#6. Equality would improve disability rights

Individuals and institutions treat people with disabilities – either visible or “invisible” – differently than those without disabilities. 15% of the global population has a disability, making this group the most marginalized group in the world. Prioritizing equality would mean inclusion for over 1 billion individuals. That means removing barriers and enforcing protections. People with disabilities would then get equal access to everything from education to healthcare to good jobs.

#7. Equality is good for the economy

Discrimination against certain groups always has an economic impact, both for the groups themselves and the economy at large. In 2020, Citigroup conducted a study examining the economic impact of racism against Black Americans. They highlighted four gaps: loss in potential business revenue because of discriminatory lending to Black entrepreneurs; income loss because of wage disparities; discrimination in housing credit; and lifetime income loss from discrimination in higher education access. The total lost GDP? $16 trillion. Similar studies support the bank’s findings that racial inequality hurts the economy.

#8. Equality addresses unfair justice systems

Criminal justice systems are hotbeds for inequality. In the United States, Black Americans are imprisoned in state prisons at almost 5 times the rate of white Americans. Research shows this is not a fair or justifiable disparity. As an example, an investigation examining hundreds of thousands of arrest records and federal drug convictions found that Black people were arrested more frequently – and punished more severely – than white people for drug crimes, despite the fact the two racial groups use drugs at the same rate. To reduce inequality in the justice system, America needs to take steps like reforming the sentencing system, creating better support for former prisoners, and creating better crime prevention programs.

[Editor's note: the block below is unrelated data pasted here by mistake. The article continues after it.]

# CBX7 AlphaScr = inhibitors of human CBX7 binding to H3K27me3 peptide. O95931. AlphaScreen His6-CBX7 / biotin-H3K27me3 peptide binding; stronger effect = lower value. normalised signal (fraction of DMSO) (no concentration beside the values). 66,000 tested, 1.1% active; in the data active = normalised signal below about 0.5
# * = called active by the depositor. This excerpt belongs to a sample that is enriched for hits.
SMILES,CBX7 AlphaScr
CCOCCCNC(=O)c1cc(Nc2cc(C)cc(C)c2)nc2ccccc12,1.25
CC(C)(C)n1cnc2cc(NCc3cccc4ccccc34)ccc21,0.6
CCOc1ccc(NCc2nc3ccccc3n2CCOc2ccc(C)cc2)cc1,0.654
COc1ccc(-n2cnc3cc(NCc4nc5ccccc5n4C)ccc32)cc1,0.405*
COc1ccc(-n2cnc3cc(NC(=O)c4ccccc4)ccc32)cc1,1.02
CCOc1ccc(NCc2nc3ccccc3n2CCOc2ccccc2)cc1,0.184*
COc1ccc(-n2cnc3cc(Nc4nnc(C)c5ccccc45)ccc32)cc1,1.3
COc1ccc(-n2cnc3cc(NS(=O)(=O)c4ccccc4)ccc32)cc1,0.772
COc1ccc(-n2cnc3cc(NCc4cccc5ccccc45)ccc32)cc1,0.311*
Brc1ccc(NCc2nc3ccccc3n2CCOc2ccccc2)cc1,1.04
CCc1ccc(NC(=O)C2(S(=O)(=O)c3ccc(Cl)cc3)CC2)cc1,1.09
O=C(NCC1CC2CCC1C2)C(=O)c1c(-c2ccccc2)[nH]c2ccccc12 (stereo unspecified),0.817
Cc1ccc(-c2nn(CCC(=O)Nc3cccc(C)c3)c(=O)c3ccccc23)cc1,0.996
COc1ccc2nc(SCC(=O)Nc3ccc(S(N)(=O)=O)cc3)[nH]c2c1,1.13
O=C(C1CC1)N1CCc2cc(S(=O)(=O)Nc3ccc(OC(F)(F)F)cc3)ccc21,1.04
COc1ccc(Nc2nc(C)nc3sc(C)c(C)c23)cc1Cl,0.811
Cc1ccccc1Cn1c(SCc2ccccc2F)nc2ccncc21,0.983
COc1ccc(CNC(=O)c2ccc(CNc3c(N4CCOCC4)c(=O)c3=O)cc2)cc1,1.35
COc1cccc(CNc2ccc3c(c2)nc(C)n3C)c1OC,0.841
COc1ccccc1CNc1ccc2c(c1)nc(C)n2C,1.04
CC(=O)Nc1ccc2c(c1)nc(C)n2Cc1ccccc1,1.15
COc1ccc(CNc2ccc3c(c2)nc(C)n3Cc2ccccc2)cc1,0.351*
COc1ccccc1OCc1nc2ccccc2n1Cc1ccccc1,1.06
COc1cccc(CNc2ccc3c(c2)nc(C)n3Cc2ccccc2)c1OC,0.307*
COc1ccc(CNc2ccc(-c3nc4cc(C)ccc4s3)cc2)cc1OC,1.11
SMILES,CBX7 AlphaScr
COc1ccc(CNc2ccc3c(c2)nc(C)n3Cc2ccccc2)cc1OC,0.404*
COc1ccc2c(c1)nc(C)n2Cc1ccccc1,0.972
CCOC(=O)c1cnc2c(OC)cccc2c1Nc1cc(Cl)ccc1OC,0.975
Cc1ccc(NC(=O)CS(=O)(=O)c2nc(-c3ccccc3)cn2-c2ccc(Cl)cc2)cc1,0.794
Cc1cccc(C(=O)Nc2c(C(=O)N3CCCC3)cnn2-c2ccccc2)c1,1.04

#9. Equality is reached through equity

Equality and equity are often used interchangeably, but equity leads to equality. Take our example of disability rights. People with disabilities require different resources than those without disabilities. This doesn’t look “equal,” but the distribution of resources to those who need them most results in an equal playing field. Without equity, the equal distribution of resources only maintains inequality.

#10. Equality matters to human rights

Human rights can’t truly flourish in an unequal world. Where there’s inequality, there are always issues threatening human rights in forms like gender discrimination, disability discrimination, or poverty. The Universal Declaration of Human Rights states that “All human beings are born free and equal in dignity and rights.” The word “equal” (or “equality” or “equally”) appears in the document 13 times. To create a world where the promise of human rights is fulfilled, the world must commit to tackling inequality.

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About the author

Emmaline Soken-Huberty

Emmaline Soken-Huberty is a freelance writer based in Portland, Oregon. She started to become interested in human rights while attending college, eventually getting a concentration in human rights and humanitarianism. LGBTQ+ rights, women’s rights, and climate change are of special concern to her. In her spare time, she can be found reading or enjoying Oregon’s natural beauty with her husband and dog.